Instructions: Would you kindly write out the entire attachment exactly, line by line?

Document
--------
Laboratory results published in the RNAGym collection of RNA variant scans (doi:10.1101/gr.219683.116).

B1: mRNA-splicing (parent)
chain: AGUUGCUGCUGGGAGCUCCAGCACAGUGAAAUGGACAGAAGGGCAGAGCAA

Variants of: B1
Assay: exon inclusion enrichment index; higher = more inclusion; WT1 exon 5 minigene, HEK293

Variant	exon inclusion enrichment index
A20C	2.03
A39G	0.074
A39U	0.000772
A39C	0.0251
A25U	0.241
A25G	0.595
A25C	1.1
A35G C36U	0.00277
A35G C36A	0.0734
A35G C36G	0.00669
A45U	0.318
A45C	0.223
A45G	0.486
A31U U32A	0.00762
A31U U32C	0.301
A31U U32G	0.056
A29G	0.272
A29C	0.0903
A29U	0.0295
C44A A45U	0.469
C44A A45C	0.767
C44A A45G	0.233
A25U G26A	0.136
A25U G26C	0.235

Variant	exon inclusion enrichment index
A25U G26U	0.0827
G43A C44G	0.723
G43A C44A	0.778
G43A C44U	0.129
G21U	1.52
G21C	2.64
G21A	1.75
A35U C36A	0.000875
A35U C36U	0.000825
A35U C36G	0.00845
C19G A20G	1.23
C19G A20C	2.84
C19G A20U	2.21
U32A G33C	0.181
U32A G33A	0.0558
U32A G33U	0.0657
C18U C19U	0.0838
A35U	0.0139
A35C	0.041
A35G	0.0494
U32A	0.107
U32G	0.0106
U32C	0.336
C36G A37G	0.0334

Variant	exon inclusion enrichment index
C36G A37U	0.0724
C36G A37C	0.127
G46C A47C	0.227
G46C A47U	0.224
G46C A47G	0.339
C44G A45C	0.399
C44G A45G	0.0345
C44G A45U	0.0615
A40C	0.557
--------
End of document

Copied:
Laboratory results published in the RNAGym collection of RNA variant scans (doi:10.1101/gr.219683.116).

B1: mRNA-splicing (parent)
chain: AGUUGCUGCUGGGAGCUCCAGCACAGUGAAAUGGACAGAAGGGCAGAGCAA

Variants of: B1
Assay: exon inclusion enrichment index; higher = more inclusion; WT1 exon 5 minigene, HEK293

Variant	exon inclusion enrichment index
A20C	2.03
A39G	0.074
A39U	0.000772
A39C	0.0251
A25U	0.241
A25G	0.595
A25C	1.1
A35G C36U	0.00277
A35G C36A	0.0734
A35G C36G	0.00669
A45U	0.318
A45C	0.223
A45G	0.486
A31U U32A	0.00762
A31U U32C	0.301
A31U U32G	0.056
A29G	0.272
A29C	0.0903
A29U	0.0295
C44A A45U	0.469
C44A A45C	0.767
C44A A45G	0.233
A25U G26A	0.136
A25U G26C	0.235

Variant	exon inclusion enrichment index
A25U G26U	0.0827
G43A C44G	0.723
G43A C44A	0.778
G43A C44U	0.129
G21U	1.52
G21C	2.64
G21A	1.75
A35U C36A	0.000875
A35U C36U	0.000825
A35U C36G	0.00845
C19G A20G	1.23
C19G A20C	2.84
C19G A20U	2.21
U32A G33C	0.181
U32A G33A	0.0558
U32A G33U	0.0657
C18U C19U	0.0838
A35U	0.0139
A35C	0.041
A35G	0.0494
U32A	0.107
U32G	0.0106
U32C	0.336
C36G A37G	0.0334

Variant	exon inclusion enrichment index
C36G A37U	0.0724
C36G A37C	0.127
G46C A47C	0.227
G46C A47U	0.224
G46C A47G	0.339
C44G A45C	0.399
C44G A45G	0.0345
C44G A45U	0.0615
A40C	0.557